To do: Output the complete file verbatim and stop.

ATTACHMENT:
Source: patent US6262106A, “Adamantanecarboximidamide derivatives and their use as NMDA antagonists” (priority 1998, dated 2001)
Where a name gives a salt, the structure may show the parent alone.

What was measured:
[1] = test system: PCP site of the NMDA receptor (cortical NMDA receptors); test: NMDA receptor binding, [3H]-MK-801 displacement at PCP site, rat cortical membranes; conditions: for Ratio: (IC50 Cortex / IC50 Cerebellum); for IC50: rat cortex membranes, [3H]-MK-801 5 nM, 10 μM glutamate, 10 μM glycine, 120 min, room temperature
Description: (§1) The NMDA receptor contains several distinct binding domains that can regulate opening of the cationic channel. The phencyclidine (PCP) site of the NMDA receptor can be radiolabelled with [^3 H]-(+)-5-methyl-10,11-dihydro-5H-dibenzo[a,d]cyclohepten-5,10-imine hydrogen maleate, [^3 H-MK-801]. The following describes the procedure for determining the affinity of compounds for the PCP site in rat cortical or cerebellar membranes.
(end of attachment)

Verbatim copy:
Source: patent US6262106A, “Adamantanecarboximidamide derivatives and their use as NMDA antagonists” (priority 1998, dated 2001)
Where a name gives a salt, the structure may show the parent alone.

What was measured:
[1] = test system: PCP site of the NMDA receptor (cortical NMDA receptors); test: NMDA receptor binding, [3H]-MK-801 displacement at PCP site, rat cortical membranes; conditions: for Ratio: (IC50 Cortex / IC50 Cerebellum); for IC50: rat cortex membranes, [3H]-MK-801 5 nM, 10 μM glutamate, 10 μM glycine, 120 min, room temperature
Description: (§1) The NMDA receptor contains several distinct binding domains that can regulate opening of the cationic channel. The phencyclidine (PCP) site of the NMDA receptor can be radiolabelled with [^3 H]-(+)-5-methyl-10,11-dihydro-5H-dibenzo[a,d]cyclohepten-5,10-imine hydrogen maleate, [^3 H-MK-801]. The following describes the procedure for determining the affinity of compounds for the PCP site in rat cortical or cerebellar membranes.